Stories From The Field

Modeling Sediment Yield in Hawaii

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Issue

Water quality and the coral reef ecosystem in Pelekane Bay on the island of Hawaii are threatened by high sediment yield from the adjacent watershed. Large-scale land use changes increased the rates of erosion over the last two centuries, and efforts to decrease sediment yield from the watershed through alternative land use management practices are necessary to protect the health of Pelekane Bay.

Process

The Nonpoint Source Pollution and Erosion Comparison Tool (N-SPECT) was used to help local planners obtain data about the origin and volume of sediment transported to Pelekane Bay. Using information such as rainfall, terrain characteristics, soil type, and land cover, the tool estimated average annual sediment yield and sediment yield from historical storms in the Pelekane Bay watershed. Several different historical storms were modeled during the analysis. Results indicated that the largest storm (3.99 inches of rain) caused exponentially more erosion than the smallest storm (0.67 inches of rain) and that most of the sediment was generated in areas of moderate to steep slope with sparse to no vegetation cover. An analysis of smaller areas within the watershed was also employed to better show rainfall intensity in specific areas and runoff characteristics across the watershed.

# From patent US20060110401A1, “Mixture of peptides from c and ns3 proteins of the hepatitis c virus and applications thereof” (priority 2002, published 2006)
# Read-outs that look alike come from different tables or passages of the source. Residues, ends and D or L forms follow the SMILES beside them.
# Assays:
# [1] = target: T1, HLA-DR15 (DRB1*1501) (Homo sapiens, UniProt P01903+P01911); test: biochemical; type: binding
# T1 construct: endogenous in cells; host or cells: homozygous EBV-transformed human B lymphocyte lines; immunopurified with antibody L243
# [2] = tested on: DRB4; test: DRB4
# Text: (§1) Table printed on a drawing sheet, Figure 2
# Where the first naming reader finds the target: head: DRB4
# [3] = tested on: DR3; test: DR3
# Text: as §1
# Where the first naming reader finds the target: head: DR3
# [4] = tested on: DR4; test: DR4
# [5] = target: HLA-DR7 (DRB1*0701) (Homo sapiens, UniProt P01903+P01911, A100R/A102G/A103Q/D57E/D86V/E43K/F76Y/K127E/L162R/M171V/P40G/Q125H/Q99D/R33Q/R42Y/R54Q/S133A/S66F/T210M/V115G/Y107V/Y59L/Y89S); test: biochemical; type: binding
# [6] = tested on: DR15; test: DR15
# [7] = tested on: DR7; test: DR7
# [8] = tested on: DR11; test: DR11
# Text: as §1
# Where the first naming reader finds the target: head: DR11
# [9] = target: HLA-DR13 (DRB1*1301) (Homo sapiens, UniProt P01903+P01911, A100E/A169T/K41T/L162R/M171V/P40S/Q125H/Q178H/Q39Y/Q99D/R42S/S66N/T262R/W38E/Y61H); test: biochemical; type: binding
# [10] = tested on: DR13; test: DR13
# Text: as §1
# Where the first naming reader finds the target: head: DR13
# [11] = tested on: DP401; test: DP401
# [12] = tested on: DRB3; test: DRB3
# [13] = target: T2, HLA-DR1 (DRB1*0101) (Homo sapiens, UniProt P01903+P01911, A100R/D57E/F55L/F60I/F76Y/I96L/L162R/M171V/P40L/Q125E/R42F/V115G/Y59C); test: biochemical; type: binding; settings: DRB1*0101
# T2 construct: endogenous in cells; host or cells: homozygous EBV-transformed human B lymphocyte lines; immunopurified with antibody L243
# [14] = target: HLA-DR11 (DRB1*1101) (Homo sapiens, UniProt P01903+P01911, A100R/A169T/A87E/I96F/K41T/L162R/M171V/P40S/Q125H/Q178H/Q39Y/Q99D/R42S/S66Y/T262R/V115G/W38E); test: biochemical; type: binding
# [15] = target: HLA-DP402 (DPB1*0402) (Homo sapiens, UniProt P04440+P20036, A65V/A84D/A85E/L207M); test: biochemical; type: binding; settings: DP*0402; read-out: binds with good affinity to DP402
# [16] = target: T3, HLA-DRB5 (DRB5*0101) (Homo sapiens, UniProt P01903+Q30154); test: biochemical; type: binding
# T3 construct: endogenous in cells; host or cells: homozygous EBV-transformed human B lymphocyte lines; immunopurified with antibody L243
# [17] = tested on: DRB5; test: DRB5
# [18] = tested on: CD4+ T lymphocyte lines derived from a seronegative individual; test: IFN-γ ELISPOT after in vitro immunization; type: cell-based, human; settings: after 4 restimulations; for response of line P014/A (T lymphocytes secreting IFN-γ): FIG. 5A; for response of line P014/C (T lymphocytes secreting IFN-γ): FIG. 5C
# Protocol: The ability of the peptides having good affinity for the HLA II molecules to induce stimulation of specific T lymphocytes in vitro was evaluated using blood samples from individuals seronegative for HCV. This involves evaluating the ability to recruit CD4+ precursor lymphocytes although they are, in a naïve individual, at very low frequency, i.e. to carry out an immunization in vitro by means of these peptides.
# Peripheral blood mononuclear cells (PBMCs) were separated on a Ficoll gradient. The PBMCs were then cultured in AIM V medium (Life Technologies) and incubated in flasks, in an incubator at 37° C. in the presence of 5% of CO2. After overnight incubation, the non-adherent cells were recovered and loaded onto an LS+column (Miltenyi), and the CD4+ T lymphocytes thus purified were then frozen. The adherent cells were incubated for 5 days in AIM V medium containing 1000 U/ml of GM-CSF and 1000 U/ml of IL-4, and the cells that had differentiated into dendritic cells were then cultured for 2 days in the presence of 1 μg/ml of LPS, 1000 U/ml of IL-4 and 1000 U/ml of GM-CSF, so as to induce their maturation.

Impact

The results of this sediment yield assessment were included in a final project report, and they provide the Mauna Kea Soil and Water Conservation District and other stakeholders with important baseline data about where the sediment comes from and how much sediment is transported to the bay. This information helped determine effective watershed management practices that would reduce sediment yields from the most significant sediment sources.

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Graphic representation of high erosion areas (dark brown) within the Pelekane Bay watershed for a 1-year, 24-hour storm event

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